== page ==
national geographic

  • Beautiful Buddhist Silk Road Cave Art (via National Geographic) Paid Member

    via National Geographic: Emerging from the wind-sculptured dunes some 12 miles southeast of Dunhuang is an arc of cliffs that drop more than a hundred feet to a riverbed lined with poplar trees. By the mid-seventh century, the mile-long rock face was honeycombed with hundreds of grottoes. It was here that pilgrims came to pray for safe passage across the dreaded Ta klimakan Desert—or in Xuanzang's case, to give thanks for a successful journey. More »
  • Tibet in National Geographic Paid Member

    More beautiful pictures (and more) from National Geo. [Photo: A Tibetan boy dresses up as a Chinese policeman. By Steve McCurry.] More »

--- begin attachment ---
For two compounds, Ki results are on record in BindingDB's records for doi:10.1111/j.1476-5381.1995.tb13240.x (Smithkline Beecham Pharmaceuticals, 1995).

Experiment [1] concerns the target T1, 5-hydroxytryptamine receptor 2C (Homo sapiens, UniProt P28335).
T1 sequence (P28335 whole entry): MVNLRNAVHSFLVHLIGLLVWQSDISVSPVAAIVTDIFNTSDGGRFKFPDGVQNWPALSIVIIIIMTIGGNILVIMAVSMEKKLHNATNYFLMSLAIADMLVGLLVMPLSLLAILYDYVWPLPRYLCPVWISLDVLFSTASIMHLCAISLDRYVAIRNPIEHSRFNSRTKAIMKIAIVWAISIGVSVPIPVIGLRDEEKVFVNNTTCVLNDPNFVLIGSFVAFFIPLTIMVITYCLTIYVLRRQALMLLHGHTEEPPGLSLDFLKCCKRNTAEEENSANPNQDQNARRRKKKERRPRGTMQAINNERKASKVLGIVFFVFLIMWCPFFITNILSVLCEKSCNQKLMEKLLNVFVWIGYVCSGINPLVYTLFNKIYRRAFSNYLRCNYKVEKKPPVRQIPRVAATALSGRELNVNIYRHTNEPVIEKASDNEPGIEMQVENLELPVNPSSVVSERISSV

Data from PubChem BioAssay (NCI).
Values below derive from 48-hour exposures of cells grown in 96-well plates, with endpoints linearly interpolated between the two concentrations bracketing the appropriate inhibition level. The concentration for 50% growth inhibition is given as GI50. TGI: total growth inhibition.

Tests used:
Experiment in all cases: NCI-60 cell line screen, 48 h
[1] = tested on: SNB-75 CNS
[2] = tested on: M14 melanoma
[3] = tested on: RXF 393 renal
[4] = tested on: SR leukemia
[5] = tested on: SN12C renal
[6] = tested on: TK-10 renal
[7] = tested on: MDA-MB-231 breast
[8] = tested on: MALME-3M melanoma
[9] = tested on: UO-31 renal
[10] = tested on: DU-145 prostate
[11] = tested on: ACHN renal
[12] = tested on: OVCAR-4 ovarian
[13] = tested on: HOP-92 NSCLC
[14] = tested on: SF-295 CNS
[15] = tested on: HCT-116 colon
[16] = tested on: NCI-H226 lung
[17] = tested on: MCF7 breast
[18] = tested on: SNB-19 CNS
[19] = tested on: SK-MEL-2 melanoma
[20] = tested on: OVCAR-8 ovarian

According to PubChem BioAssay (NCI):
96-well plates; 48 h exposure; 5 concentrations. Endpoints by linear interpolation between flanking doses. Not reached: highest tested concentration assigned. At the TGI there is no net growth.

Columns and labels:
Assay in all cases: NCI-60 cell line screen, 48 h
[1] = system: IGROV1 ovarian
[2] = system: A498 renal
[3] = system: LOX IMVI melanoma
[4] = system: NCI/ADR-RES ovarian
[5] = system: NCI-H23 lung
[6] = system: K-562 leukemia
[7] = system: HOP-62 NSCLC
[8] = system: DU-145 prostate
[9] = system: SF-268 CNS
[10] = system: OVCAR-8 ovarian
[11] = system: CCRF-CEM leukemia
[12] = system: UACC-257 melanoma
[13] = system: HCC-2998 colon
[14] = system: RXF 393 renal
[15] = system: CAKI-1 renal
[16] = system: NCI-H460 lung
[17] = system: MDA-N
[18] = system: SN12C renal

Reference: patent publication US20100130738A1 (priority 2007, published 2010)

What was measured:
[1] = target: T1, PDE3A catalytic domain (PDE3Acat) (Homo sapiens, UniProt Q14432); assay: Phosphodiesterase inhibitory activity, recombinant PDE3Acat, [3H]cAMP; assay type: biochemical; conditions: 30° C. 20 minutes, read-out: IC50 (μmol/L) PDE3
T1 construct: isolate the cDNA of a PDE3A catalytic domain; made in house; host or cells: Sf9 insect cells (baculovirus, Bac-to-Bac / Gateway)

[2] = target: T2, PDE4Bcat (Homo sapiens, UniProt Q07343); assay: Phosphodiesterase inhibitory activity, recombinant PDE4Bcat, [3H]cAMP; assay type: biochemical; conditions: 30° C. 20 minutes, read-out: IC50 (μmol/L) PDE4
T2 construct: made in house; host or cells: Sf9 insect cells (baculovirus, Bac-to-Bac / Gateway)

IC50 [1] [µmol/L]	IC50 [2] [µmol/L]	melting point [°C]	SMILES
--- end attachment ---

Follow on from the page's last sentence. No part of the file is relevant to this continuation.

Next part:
• Torch keeps running into trouble: Pro-China groups battle pro-Tibet groups Paid Member

    One of the torch bearers pulls out of the Canberra, Australia section of the torch's run: The Australian Council of Social Service (ACOSS) president and the ACT Australian of the Year, Lin Hatfield-Dodds, says she is taking a stand for human rights. The Olympic torch has become a beacon for pro-Tibet supporters as it makes its way around the world in the lead up to the Beijing Games. Ms Hatfield-Dodds says the recent scenes in Tibet are disturbing. "For many other people globally the torch has come to stand for a symbol around human rights and around rights for citizens," she said. "I felt I really needed to be very clear in my stance, which is very pro-human rights obviously, so I've chosen not to run." More »